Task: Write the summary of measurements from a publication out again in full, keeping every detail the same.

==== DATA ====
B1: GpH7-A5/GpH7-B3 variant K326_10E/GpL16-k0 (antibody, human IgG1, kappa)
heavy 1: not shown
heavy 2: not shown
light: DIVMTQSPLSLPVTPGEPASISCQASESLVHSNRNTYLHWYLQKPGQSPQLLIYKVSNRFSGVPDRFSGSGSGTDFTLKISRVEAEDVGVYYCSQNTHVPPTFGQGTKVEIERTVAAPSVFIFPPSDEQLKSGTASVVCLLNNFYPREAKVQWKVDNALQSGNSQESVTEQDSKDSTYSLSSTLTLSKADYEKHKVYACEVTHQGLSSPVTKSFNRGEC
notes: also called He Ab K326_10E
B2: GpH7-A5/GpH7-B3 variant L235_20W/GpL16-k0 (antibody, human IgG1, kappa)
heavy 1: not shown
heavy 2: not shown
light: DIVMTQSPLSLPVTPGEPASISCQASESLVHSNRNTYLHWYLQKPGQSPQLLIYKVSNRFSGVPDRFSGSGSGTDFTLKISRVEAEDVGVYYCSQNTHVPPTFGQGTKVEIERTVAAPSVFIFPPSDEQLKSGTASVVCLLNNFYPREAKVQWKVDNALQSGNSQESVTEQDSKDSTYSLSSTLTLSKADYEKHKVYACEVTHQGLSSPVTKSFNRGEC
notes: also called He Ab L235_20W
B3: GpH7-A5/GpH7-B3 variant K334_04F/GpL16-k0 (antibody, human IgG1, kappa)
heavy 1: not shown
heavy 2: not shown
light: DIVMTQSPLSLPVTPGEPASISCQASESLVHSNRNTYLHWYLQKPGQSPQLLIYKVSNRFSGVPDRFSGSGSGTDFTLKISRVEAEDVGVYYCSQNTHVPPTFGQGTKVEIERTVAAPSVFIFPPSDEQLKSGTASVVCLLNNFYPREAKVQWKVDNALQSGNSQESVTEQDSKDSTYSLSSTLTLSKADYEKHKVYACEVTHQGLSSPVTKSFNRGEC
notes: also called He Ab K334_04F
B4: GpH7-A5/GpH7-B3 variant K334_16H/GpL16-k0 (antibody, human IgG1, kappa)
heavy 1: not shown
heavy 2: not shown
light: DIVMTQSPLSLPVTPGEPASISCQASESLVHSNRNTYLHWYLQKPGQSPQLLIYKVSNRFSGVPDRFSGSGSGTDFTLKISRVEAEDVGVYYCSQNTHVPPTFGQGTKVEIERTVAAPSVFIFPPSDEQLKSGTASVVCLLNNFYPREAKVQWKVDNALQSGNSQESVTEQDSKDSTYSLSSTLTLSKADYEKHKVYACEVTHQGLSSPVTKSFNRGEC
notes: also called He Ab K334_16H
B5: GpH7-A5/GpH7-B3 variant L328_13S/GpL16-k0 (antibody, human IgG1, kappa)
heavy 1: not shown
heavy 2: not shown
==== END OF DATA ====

B1: GpH7-A5/GpH7-B3 variant K326_10E/GpL16-k0 (antibody, human IgG1, kappa)
heavy 1: not shown
heavy 2: not shown
light: DIVMTQSPLSLPVTPGEPASISCQASESLVHSNRNTYLHWYLQKPGQSPQLLIYKVSNRFSGVPDRFSGSGSGTDFTLKISRVEAEDVGVYYCSQNTHVPPTFGQGTKVEIERTVAAPSVFIFPPSDEQLKSGTASVVCLLNNFYPREAKVQWKVDNALQSGNSQESVTEQDSKDSTYSLSSTLTLSKADYEKHKVYACEVTHQGLSSPVTKSFNRGEC
notes: also called He Ab K326_10E
B2: GpH7-A5/GpH7-B3 variant L235_20W/GpL16-k0 (antibody, human IgG1, kappa)
heavy 1: not shown
heavy 2: not shown
light: DIVMTQSPLSLPVTPGEPASISCQASESLVHSNRNTYLHWYLQKPGQSPQLLIYKVSNRFSGVPDRFSGSGSGTDFTLKISRVEAEDVGVYYCSQNTHVPPTFGQGTKVEIERTVAAPSVFIFPPSDEQLKSGTASVVCLLNNFYPREAKVQWKVDNALQSGNSQESVTEQDSKDSTYSLSSTLTLSKADYEKHKVYACEVTHQGLSSPVTKSFNRGEC
notes: also called He Ab L235_20W
B3: GpH7-A5/GpH7-B3 variant K334_04F/GpL16-k0 (antibody, human IgG1, kappa)
heavy 1: not shown
heavy 2: not shown
light: DIVMTQSPLSLPVTPGEPASISCQASESLVHSNRNTYLHWYLQKPGQSPQLLIYKVSNRFSGVPDRFSGSGSGTDFTLKISRVEAEDVGVYYCSQNTHVPPTFGQGTKVEIERTVAAPSVFIFPPSDEQLKSGTASVVCLLNNFYPREAKVQWKVDNALQSGNSQESVTEQDSKDSTYSLSSTLTLSKADYEKHKVYACEVTHQGLSSPVTKSFNRGEC
notes: also called He Ab K334_04F
B4: GpH7-A5/GpH7-B3 variant K334_16H/GpL16-k0 (antibody, human IgG1, kappa)
heavy 1: not shown
heavy 2: not shown
light: DIVMTQSPLSLPVTPGEPASISCQASESLVHSNRNTYLHWYLQKPGQSPQLLIYKVSNRFSGVPDRFSGSGSGTDFTLKISRVEAEDVGVYYCSQNTHVPPTFGQGTKVEIERTVAAPSVFIFPPSDEQLKSGTASVVCLLNNFYPREAKVQWKVDNALQSGNSQESVTEQDSKDSTYSLSSTLTLSKADYEKHKVYACEVTHQGLSSPVTKSFNRGEC
notes: also called He Ab K334_16H
B5: GpH7-A5/GpH7-B3 variant L328_13S/GpL16-k0 (antibody, human IgG1, kappa)
heavy 1: not shown
heavy 2: not shown